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Readers Questions Answered – 3 – Driving Fear and Generalized Anxiety Disorder

Steering Wheel

Heather wrote:

Hello! I`ve stopped my entire life because of this fear. I’m 33 years old and now I’ve finally sucked it up and went in for my beginner’s permit. I feel foolish, stunted, and emotionally immature. I do suffer from general anxiety disorder, so this is going to be a major milestone for me…But the fact that my actual driving skills are okay is what keeps me going forward.

Amanda wrote:

Hello, I’m Amanda. I suffer from Depression, Bipolar, and Anxiety. I got my driver’s license in 2008. I used to love driving. I was a great driver. Then all of a sudden I started to feel unsafe behind the wheel. I am now afraid to even think of driving. I try to do little things like, drive around my trailer park, or park the car, but I just have these terrible anxiety attacks to the point that I start to cry. I want to try driving again. But I just can’t bring myself to get behind the wheel. I’ve had one close encounter with another car, but no accidents. I was a very careful driver. I passed my drivers lesson on the first try. I loved driving. I loved the freedom. Then it just stopped. I just don’t feel safe driving a vehicle. I want to start driving again, but every time I think about driving… I just can’t.

wole wrote:

I am not a new driver but, just of recent, I developed fear and anxiety in driving my car. It seems the car will always tumble any time I am driving it. I am really troubled in mind on how to overcome this fear. In fact I like driving a lot.

Our Answer:

It’s not uncommon to hear from people who have been able to drive without fear in the past but suddenly develop anxiety related to driving.

If you look more deeply into your life, you will probably find that the anxiety is not only about driving, but is more general in nature. This is known as Generalized Anxiety Disorder (GAD).

If your fear of driving is related to problems with anxiety in general, then the way to get over it is by reducing your overall anxiety. Luckily there are many ways to do this.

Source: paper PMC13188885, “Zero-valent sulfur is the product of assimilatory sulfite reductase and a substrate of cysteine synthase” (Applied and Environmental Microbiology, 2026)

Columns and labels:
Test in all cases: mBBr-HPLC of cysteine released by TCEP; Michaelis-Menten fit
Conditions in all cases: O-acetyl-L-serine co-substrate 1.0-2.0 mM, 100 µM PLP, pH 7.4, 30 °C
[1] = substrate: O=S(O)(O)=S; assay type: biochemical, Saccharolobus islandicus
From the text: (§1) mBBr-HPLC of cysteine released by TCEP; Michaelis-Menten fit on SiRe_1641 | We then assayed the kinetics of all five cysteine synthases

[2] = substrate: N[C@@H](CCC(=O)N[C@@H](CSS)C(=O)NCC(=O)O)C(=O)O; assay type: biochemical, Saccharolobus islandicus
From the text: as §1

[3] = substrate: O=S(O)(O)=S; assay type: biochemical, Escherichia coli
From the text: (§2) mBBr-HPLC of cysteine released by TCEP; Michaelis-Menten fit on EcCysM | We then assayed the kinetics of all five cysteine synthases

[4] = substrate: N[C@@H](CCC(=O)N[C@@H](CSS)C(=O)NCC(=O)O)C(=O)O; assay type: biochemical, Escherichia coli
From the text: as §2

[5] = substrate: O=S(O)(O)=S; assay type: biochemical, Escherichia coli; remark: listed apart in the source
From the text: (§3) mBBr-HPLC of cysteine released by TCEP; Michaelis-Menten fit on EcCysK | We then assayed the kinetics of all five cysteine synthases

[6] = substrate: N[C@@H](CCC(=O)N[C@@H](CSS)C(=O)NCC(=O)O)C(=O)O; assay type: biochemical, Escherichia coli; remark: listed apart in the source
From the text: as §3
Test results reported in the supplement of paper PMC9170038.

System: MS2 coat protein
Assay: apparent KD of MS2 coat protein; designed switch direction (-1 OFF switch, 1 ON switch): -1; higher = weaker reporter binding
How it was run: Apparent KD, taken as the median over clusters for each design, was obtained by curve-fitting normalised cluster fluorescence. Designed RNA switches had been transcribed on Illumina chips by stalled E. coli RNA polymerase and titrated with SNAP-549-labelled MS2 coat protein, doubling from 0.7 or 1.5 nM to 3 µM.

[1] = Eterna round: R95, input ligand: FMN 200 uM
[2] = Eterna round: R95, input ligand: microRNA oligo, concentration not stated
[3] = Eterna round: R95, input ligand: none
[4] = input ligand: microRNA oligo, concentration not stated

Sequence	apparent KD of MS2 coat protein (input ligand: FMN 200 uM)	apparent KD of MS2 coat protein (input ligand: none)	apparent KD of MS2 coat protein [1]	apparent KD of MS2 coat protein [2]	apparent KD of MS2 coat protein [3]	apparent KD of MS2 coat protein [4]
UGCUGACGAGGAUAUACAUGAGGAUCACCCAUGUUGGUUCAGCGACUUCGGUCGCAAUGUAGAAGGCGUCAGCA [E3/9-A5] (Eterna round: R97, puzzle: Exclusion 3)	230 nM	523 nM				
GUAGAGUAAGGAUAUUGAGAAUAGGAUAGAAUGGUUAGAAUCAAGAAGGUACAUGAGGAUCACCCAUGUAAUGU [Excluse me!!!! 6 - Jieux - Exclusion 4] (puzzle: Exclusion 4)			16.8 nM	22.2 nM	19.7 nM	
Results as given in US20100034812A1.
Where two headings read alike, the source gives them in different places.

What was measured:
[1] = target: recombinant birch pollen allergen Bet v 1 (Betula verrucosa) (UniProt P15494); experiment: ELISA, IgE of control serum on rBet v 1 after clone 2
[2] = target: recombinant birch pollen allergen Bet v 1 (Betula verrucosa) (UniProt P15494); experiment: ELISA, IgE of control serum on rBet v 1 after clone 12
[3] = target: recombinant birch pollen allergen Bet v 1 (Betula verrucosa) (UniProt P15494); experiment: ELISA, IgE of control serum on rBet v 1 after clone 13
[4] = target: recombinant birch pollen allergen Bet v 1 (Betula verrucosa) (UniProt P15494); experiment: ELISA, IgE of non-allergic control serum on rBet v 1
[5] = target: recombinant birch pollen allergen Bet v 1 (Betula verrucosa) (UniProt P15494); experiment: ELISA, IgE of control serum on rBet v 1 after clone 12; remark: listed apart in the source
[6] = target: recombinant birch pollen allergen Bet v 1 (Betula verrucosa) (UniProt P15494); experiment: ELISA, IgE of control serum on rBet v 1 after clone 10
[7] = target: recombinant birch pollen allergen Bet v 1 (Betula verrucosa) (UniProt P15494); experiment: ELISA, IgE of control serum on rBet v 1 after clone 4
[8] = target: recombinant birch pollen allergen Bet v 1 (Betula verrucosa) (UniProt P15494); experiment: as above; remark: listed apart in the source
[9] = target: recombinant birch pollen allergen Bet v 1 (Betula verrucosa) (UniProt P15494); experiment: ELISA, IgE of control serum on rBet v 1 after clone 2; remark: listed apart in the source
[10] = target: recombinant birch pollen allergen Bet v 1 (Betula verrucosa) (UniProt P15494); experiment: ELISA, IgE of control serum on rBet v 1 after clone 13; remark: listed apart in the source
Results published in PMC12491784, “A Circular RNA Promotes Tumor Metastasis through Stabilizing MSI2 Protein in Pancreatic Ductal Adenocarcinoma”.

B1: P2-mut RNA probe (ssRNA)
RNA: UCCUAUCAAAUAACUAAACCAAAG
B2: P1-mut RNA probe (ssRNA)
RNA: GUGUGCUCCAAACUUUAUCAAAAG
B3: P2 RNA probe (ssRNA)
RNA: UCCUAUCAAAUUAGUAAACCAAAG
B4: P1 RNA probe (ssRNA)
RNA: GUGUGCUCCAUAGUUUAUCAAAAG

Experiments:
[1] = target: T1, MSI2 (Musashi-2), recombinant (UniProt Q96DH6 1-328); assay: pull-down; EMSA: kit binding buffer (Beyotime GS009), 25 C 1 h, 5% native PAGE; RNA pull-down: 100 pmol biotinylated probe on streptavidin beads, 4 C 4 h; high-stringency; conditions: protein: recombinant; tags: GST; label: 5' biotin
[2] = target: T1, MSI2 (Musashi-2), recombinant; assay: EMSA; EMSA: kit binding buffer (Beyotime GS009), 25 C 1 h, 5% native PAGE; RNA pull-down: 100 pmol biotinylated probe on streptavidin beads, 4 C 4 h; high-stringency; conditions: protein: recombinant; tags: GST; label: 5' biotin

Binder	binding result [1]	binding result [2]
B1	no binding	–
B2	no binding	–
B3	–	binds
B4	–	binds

The first and most obvious way to deal with generalized anxiety is to learn to relax. You can practice breathing, yoga or meditation or do whatever makes you feel good and calm.

If your anxiety is more complicated, you might need to find a professional counselor who can help you understand the thought patterns that trigger your anxiety.

Anxiety is almost always related to the way we think about things, so in the case of driving fear, it may be that you can manage your fear by changing the way you think about driving.

For example, if you have the thought, “My car is going to tumble” every time you get into your car, ask yourself how realistic this thought may be.Think of the hundreds, if not thousands of people that you are acquainted with. How many of them have been in a car that tumbled over while they were driving it?

Even if the answer is one or two, those are still incredibly small odds. This is just one simple example of how to work with your thoughts to lower the intensity of your anxiety.

You may also find that managing thoughts about other aspects of your life helps to reduce your fear of driving by giving you more confidence overall.

Also realize that anxiety is also a physical response, so learning to be more relaxed goes hand in hand with learning to change your thoughts and calm your mind.

For more ideas about managing driving fear and generalized anxiety disorder, read the article on reducing anxiety naturally.

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